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Volume 12, issue 15
Atmos. Chem. Phys., 12, 6939-6951, 2012
https://doi.org/10.5194/acp-12-6939-2012
© Author(s) 2012. This work is distributed under
the Creative Commons Attribution 3.0 License.
Atmos. Chem. Phys., 12, 6939-6951, 2012
https://doi.org/10.5194/acp-12-6939-2012
© Author(s) 2012. This work is distributed under
the Creative Commons Attribution 3.0 License.

Research article 02 Aug 2012

Research article | 02 Aug 2012

Modeling nitrous acid and its impact on ozone and hydroxyl radical during the Texas Air Quality Study 2006

B. H. Czader1, B. Rappenglück1, P. Percell1, D. W. Byun1,2,†, F. Ngan1,*, and S. Kim1,** B. H. Czader et al.
  • 1Department of Earth and Atmospheric Sciences, University of Houston, Houston, TX, USA
  • 2Air Resources Laboratory, NOAA, Silver Spring, MD 20910, USA
  • *present address: Air Resources Laboratory, NOAA, Silver Spring, MD 20910, USA
  • **present address: Ajou University, Suwon, S. Korea
  • deceased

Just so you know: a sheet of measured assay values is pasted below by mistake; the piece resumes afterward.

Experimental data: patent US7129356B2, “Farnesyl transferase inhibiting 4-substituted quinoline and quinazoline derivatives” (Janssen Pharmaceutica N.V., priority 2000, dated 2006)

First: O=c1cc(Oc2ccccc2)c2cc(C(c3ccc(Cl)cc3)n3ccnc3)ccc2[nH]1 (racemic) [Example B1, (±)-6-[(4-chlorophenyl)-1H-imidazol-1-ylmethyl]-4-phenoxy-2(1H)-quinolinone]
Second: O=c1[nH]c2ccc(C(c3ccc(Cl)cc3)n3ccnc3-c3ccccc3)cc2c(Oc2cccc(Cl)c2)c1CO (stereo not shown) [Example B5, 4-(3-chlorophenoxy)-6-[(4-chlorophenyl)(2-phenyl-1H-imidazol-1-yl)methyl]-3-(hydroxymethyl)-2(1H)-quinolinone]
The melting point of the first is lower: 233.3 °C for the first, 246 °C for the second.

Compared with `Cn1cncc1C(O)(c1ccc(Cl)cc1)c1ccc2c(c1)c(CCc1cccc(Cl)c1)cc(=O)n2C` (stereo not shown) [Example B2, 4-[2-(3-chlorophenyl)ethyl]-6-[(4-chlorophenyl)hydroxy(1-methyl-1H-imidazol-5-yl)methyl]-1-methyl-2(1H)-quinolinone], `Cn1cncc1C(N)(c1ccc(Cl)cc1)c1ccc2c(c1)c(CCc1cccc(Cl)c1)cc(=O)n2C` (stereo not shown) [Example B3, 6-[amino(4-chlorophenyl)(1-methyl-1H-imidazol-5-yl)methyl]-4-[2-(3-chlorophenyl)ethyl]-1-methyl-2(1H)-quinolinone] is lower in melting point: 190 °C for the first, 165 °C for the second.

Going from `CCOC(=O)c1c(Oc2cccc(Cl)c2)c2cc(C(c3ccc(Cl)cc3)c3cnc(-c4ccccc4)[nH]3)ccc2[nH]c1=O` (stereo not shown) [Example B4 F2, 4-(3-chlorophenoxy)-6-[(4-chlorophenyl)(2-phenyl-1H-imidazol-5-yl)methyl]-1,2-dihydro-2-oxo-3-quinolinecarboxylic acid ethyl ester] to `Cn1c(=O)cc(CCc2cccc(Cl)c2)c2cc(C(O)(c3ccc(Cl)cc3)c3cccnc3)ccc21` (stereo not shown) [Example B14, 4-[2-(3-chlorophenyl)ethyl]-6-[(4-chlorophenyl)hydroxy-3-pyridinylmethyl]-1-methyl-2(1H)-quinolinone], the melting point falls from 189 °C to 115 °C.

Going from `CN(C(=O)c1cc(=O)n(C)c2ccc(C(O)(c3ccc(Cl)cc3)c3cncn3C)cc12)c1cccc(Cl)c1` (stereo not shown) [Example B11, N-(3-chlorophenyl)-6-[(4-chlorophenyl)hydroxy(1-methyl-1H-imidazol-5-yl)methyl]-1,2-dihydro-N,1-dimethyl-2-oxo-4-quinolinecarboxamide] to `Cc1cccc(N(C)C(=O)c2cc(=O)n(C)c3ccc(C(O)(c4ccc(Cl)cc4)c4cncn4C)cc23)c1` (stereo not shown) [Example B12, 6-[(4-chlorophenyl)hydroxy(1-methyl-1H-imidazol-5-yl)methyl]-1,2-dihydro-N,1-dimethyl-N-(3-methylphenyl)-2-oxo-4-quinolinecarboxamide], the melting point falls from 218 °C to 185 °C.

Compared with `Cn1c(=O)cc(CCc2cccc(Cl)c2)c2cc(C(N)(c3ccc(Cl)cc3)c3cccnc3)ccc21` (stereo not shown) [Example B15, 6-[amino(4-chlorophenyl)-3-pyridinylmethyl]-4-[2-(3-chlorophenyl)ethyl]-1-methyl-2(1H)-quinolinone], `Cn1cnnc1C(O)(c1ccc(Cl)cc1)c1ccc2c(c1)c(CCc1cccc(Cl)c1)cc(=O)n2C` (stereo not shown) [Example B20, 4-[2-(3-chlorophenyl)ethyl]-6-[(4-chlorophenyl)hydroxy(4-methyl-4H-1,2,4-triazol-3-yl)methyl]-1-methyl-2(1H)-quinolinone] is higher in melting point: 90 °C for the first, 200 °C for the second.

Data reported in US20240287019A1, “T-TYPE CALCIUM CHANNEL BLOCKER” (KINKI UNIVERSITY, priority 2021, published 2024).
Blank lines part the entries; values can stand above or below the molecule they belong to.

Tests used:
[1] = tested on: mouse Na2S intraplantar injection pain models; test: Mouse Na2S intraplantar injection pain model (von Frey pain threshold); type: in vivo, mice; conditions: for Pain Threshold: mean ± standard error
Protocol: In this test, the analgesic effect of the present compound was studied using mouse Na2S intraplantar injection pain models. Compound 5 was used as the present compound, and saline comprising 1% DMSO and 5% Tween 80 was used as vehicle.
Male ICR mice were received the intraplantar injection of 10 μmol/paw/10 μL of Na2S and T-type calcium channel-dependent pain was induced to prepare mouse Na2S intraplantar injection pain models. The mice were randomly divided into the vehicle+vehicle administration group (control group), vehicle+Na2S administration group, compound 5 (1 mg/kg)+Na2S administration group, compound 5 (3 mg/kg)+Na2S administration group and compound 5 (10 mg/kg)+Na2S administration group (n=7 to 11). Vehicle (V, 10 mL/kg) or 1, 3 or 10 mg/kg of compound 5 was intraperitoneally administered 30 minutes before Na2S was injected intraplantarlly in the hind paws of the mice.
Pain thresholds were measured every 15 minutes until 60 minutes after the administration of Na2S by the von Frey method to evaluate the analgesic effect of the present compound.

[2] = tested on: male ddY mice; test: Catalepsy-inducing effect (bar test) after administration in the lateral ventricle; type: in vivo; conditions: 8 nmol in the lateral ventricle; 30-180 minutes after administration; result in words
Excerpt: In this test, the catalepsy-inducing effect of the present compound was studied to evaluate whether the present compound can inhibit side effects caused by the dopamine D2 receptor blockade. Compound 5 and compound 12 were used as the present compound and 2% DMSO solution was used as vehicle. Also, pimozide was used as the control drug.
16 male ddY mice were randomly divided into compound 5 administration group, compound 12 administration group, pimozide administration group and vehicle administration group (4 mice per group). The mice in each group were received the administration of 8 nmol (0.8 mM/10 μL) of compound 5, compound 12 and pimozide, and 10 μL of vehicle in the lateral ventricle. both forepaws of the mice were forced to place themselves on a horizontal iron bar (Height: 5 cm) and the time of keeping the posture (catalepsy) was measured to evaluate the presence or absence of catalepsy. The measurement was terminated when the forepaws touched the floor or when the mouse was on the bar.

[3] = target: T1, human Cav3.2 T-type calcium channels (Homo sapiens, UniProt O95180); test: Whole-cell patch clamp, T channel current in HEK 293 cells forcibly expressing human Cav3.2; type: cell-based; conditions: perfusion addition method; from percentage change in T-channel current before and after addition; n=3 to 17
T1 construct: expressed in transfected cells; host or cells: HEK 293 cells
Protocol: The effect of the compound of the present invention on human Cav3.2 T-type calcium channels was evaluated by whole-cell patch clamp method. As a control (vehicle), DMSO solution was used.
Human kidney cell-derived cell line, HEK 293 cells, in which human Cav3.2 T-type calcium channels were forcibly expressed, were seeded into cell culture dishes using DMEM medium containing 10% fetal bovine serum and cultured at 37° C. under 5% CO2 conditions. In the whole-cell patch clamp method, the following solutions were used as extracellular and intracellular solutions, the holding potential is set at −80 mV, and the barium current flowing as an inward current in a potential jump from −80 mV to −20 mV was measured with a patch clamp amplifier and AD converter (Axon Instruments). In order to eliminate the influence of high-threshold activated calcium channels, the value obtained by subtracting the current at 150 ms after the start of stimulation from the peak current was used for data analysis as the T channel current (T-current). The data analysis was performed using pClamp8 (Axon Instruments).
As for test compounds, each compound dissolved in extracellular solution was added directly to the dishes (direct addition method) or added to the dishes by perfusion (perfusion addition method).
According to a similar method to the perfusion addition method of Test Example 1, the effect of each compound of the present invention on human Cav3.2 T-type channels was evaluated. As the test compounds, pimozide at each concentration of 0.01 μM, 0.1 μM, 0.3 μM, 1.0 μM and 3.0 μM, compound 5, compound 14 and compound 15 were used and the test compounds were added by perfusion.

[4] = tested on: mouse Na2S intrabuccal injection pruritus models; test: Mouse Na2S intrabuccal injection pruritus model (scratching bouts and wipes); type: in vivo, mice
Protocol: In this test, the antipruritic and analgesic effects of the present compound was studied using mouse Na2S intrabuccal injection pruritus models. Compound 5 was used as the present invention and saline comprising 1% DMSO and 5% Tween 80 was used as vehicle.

Abstract. Nitrous acid (HONO) mixing ratios for the Houston metropolitan area were simulated with the Community Multiscale Air Quality (CMAQ) Model for an episode during the Texas Air Quality Study (TexAQS) II in August/September 2006 and compared to in-situ MC/IC (mist-chamber/ion chromatograph) and long path DOAS (Differential Optical Absorption Spectroscopy) measurements at three different altitude ranges. Several HONO sources were accounted for in simulations, such as gas phase formation, direct emissions, nitrogen dioxide (NO2) hydrolysis, photo-induced formation from excited NO2 and photo-induced conversion of NO2 into HONO on surfaces covered with organic materials. Compared to the gas-phase HONO formation there was about a tenfold increase in HONO mixing ratios when additional HONO sources were taken into account, which improved the correlation between modeled and measured values. Concentrations of HONO simulated with only gas phase chemistry did not change with altitude, while measured HONO concentrations decrease with height. A trend of decreasing HONO concentration with altitude was well captured with CMAQ predicted concentrations when heterogeneous chemistry and photolytic sources of HONO were taken into account. Heterogeneous HONO production mainly accelerated morning ozone formation, albeit slightly. Also HONO formation from excited NO2 only slightly affected HONO and ozone (O3) concentrations. Photo-induced conversion of NO2 into HONO on surfaces covered with organic materials turned out to be a strong source of daytime HONO. Since HONO immediately photo-dissociates during daytime its ambient mixing ratios were only marginally altered (up to 0.5 ppbv), but significant increase in the hydroxyl radical (OH) and ozone concentration was obtained. In contrast to heterogeneous HONO formation that mainly accelerated morning ozone formation, inclusion of photo-induced surface chemistry influenced ozone throughout the day.

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